5 Ways Companies ‘Waste’ Their News in 2019 - and How to Fix It.

Nothing upsets a PR more than seeing good ambitious companies waste valuable news opportunities.

Why? Two reasons, I think. Firstly, for most companies, particularly SMEs, real ‘news’ opportunities are a rarity, coming along once or maybe twice a year at the very most – so they really should be coveted, and optimised to the max. Secondly, publishing company news is among the most important external communications a company can make.

Survey after survey shows that even in a world of declining social returns, company news still attracts strong social media traction and positive responses. In addition to this, industry surveys also point to the fact that the media retains a very strong influence on C-level purchase decision makers, ranking alongside peer word-of-mouth in terms of being a key third party reference point.

These are very real benefits, so when an opportunity for real news comes up, it shouldn’t be squandered. Instead, real publishable news should be planned for, and incorporated into weekly management meetings, forming the spine of your communications plan. Built up over time, news stories dramatically increase your SEO, strengthen your digital footprint, and build your credibility.

Unfortunately though, here are some of the ways that many companies actually react when faced with real news opportunities:

1. They do nothing

This is the most common: doing nothing. This can be because companies don’t recognise the true news value of their milestones, or they are simply overtaken by other events. The net result is the same: a valuable opportunity to tell your story simply withers on the vine.The best way to overcome this is to appoint a suitable person to this task – either from inside the management team, and/or by outsourcing. Whichever route you choose, make sure that the individual on your management team whose function it falls under really ‘gets’ PR and its unique long-term value to your firm. Weekly or fortnightly updates will ensure that every opportunity is identified and acted on appropriately.

2. They write a press release (but don’t send it out)

Surprisingly, this is also common. Unfortunately though, in order to reach your audience, your press release requires a writer to read it, act on it and report it. Surprisingly, some firms write a press release, publish on their website, but make no further effort to communicate or ‘sell’ it to their key writers.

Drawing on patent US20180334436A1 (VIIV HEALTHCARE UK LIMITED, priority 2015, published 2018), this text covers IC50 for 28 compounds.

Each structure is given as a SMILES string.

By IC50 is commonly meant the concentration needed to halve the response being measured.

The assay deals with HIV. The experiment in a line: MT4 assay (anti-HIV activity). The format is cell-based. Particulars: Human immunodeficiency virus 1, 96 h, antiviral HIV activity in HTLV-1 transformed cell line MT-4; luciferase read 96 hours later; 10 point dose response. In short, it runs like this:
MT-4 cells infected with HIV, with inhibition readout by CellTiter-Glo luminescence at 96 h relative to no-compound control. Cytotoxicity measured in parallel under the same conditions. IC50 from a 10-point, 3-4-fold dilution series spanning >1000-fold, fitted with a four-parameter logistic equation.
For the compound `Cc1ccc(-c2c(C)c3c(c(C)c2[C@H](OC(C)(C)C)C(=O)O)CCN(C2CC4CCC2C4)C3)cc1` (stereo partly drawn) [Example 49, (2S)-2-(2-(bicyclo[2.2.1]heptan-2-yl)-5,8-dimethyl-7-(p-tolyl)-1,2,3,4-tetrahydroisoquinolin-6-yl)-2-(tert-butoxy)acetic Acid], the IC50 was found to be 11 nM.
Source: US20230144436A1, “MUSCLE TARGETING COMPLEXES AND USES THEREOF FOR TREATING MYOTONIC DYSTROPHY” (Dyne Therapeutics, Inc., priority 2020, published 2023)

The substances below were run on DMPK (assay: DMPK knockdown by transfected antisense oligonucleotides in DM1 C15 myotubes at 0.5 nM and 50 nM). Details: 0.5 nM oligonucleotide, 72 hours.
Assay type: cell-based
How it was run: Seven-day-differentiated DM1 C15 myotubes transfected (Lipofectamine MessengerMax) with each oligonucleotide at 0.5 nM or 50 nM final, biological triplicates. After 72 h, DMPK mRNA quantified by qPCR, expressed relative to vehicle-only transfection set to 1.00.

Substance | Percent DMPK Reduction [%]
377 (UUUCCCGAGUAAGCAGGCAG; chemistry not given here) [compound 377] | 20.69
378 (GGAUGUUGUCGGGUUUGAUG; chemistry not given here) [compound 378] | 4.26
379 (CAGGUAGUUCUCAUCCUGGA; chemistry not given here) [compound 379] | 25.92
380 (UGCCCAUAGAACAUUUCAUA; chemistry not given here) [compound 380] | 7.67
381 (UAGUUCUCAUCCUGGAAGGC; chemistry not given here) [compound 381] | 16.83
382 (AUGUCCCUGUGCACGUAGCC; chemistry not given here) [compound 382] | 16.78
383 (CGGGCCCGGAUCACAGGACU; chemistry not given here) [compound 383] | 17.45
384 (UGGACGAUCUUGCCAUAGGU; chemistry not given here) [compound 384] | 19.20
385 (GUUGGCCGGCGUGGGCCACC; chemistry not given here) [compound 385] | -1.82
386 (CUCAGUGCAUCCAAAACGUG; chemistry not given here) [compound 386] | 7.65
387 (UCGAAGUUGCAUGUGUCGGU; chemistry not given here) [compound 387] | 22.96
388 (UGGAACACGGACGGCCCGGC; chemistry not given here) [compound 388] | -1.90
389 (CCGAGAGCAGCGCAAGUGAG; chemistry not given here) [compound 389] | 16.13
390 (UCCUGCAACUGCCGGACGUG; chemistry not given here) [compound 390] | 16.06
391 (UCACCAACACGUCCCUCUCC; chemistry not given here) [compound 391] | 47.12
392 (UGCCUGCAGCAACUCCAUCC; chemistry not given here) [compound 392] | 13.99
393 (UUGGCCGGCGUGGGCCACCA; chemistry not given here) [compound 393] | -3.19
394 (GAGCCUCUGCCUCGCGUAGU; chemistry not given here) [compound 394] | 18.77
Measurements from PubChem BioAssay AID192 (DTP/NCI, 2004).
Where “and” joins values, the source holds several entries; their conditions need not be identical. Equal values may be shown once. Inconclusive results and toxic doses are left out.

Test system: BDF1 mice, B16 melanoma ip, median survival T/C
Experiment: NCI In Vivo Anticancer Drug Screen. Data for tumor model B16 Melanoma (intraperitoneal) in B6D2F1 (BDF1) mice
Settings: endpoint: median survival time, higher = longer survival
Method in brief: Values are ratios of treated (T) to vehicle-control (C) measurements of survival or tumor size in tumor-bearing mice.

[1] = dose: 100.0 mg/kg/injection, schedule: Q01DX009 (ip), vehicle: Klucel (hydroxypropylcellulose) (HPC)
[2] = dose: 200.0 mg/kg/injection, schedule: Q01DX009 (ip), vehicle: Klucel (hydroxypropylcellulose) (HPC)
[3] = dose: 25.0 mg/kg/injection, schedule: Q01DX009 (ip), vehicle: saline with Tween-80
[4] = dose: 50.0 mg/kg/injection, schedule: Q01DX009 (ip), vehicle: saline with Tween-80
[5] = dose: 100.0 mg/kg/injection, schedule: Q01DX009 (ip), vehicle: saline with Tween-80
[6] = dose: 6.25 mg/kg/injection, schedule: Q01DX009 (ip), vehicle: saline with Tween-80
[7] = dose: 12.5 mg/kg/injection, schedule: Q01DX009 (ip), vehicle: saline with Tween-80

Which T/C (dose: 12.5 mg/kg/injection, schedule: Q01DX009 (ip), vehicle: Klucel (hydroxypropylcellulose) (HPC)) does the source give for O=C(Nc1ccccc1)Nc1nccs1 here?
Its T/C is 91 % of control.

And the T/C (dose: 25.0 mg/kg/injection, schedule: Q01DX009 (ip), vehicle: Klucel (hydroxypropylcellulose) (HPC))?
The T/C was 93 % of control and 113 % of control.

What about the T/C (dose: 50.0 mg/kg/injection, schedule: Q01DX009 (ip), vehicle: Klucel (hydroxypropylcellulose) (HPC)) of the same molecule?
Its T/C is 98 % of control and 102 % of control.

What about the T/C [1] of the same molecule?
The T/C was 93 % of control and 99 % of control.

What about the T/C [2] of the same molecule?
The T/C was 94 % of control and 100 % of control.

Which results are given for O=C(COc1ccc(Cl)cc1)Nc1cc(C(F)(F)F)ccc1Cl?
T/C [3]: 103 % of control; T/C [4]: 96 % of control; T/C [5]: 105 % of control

Are they hoping journalists are combing industry websites looking for their news? Unfortunately it doesn’t work like that – getting your news published is a very pro-active task, requiring research, pitches, and follow up calls – and getting any news published without some or all of these steps is highly unusual.

3. They issue a press release (but don’t research their journalist audience properly)

Again, surprisingly common.In my experience, the core journalist audience for every tech company is usually no more than a handful of individuals in a small number of publications. I recently saw a PR firm offering ’50,000 publications’ and ‘150,000 journalists’ in ‘80+ countries’. These sort of numbers are easily bought, simply by using a newswire service and spending indiscriminately. Sounds impressive, but to be honest, not really much use. The real trick for your PR is to whittle them down to the influential handful, who will read your release and hopefully publish your story where you want it to be seen.

4. They allow a third party to send out their news as their own

This frequently happens to SMEs, particularly where funding bodies are concerned. I have seen some extremely newsworthy firms reduced to no more than a namecheck in a list of other firms, as someone else makes their success about themselves. If you are going to be in a news story, make it about you and your success, rather than making up the numbers in someone else’s announcement. Take centre stage.

5. They send out important news at a trade show

On the face of it, this looks like a great idea: after all, the industry journalists will be there looking for stories. Great, except many other firms will be doing exactly the same, many of them bigger than you, so you are very likely to be lost in the background noise. The bigger the show, the more likely this is to happen.

For trade shows, I always go for ‘previewing’ instead. It is true that many trade journalists gather at shows, so it makes sense to make use of a trade show’s press office, who will issue your announcement and make sure it makes its way into press packs. However, release it as a ‘preview’: that way you can offer journalists the ‘exclusivity’ of an early look, while reserving the launch at a time that you can resource it properly, and when you have the floor to yourself.

PR is about recognising your company news opportunities for what they are, being prepared, and sweating them to make the most of them. To a professional PR, none of this is rocket science. But it does take preparation, research, and concerted effort to get the best result possible for your firm. In return though, you get profile, publicity for your firm and its products, validation, increased reach, a much improved SEO, and a credible addition to your firm’s digital footprint.

No other communications activity offers returns like these for the effort and outlay. And over time, you can build a proper, credible story, tracked and validated in your industry media. For more information on how to take full advantage of your media opportunities, contact me here.

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